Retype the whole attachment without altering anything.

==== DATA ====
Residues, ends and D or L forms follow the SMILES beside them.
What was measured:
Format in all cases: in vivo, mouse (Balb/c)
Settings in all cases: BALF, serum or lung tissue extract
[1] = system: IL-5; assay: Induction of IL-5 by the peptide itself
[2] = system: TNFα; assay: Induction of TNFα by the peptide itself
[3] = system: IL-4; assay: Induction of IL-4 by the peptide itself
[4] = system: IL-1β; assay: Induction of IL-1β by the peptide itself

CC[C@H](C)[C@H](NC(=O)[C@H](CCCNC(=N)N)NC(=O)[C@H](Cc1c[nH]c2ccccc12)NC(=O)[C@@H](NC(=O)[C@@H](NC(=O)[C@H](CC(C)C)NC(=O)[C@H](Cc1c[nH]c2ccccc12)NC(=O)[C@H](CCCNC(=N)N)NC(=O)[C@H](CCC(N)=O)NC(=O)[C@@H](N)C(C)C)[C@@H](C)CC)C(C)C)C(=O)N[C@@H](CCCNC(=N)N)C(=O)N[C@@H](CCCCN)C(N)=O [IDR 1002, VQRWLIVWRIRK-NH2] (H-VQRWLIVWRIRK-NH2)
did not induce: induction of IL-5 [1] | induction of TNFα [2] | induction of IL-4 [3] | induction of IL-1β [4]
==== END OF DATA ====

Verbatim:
Residues, ends and D or L forms follow the SMILES beside them.
What was measured:
Format in all cases: in vivo, mouse (Balb/c)
Settings in all cases: BALF, serum or lung tissue extract
[1] = system: IL-5; assay: Induction of IL-5 by the peptide itself
[2] = system: TNFα; assay: Induction of TNFα by the peptide itself
[3] = system: IL-4; assay: Induction of IL-4 by the peptide itself
[4] = system: IL-1β; assay: Induction of IL-1β by the peptide itself

CC[C@H](C)[C@H](NC(=O)[C@H](CCCNC(=N)N)NC(=O)[C@H](Cc1c[nH]c2ccccc12)NC(=O)[C@@H](NC(=O)[C@@H](NC(=O)[C@H](CC(C)C)NC(=O)[C@H](Cc1c[nH]c2ccccc12)NC(=O)[C@H](CCCNC(=N)N)NC(=O)[C@H](CCC(N)=O)NC(=O)[C@@H](N)C(C)C)[C@@H](C)CC)C(C)C)C(=O)N[C@@H](CCCNC(=N)N)C(=O)N[C@@H](CCCCN)C(N)=O [IDR 1002, VQRWLIVWRIRK-NH2] (H-VQRWLIVWRIRK-NH2)
did not induce: induction of IL-5 [1] | induction of TNFα [2] | induction of IL-4 [3] | induction of IL-1β [4]